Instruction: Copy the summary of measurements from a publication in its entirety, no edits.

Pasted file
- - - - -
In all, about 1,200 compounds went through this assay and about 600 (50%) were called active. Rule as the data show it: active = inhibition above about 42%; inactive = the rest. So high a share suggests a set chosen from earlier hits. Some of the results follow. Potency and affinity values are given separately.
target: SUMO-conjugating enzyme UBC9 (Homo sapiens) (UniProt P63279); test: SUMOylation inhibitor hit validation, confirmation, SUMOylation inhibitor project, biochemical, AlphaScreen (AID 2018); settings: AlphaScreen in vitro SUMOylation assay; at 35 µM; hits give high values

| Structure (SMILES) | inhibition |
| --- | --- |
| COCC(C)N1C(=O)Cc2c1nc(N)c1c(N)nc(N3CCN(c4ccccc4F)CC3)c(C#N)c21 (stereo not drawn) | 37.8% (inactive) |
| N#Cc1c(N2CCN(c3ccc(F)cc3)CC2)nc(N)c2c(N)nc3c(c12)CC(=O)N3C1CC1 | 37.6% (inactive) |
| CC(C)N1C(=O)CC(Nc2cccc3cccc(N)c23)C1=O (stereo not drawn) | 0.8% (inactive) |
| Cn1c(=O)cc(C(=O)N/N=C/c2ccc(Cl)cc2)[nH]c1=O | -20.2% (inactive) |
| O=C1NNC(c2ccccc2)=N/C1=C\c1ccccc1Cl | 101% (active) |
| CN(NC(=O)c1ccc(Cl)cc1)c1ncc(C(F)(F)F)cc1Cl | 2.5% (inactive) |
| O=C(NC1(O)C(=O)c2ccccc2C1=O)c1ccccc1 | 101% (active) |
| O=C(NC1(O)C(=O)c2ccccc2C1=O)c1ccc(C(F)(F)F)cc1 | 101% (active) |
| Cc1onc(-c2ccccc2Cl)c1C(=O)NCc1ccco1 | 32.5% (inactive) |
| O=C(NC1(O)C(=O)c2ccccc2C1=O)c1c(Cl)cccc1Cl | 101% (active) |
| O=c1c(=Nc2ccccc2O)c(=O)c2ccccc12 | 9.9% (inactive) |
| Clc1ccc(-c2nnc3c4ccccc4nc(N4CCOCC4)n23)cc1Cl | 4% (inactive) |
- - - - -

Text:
In all, about 1,200 compounds went through this assay and about 600 (50%) were called active. Rule as the data show it: active = inhibition above about 42%; inactive = the rest. So high a share suggests a set chosen from earlier hits. Some of the results follow. Potency and affinity values are given separately.
target: SUMO-conjugating enzyme UBC9 (Homo sapiens) (UniProt P63279); test: SUMOylation inhibitor hit validation, confirmation, SUMOylation inhibitor project, biochemical, AlphaScreen (AID 2018); settings: AlphaScreen in vitro SUMOylation assay; at 35 µM; hits give high values

| Structure (SMILES) | inhibition |
| --- | --- |
| COCC(C)N1C(=O)Cc2c1nc(N)c1c(N)nc(N3CCN(c4ccccc4F)CC3)c(C#N)c21 (stereo not drawn) | 37.8% (inactive) |
| N#Cc1c(N2CCN(c3ccc(F)cc3)CC2)nc(N)c2c(N)nc3c(c12)CC(=O)N3C1CC1 | 37.6% (inactive) |
| CC(C)N1C(=O)CC(Nc2cccc3cccc(N)c23)C1=O (stereo not drawn) | 0.8% (inactive) |
| Cn1c(=O)cc(C(=O)N/N=C/c2ccc(Cl)cc2)[nH]c1=O | -20.2% (inactive) |
| O=C1NNC(c2ccccc2)=N/C1=C\c1ccccc1Cl | 101% (active) |
| CN(NC(=O)c1ccc(Cl)cc1)c1ncc(C(F)(F)F)cc1Cl | 2.5% (inactive) |
| O=C(NC1(O)C(=O)c2ccccc2C1=O)c1ccccc1 | 101% (active) |
| O=C(NC1(O)C(=O)c2ccccc2C1=O)c1ccc(C(F)(F)F)cc1 | 101% (active) |
| Cc1onc(-c2ccccc2Cl)c1C(=O)NCc1ccco1 | 32.5% (inactive) |
| O=C(NC1(O)C(=O)c2ccccc2C1=O)c1c(Cl)cccc1Cl | 101% (active) |
| O=c1c(=Nc2ccccc2O)c(=O)c2ccccc12 | 9.9% (inactive) |
| Clc1ccc(-c2nnc3c4ccccc4nc(N4CCOCC4)n23)cc1Cl | 4% (inactive) |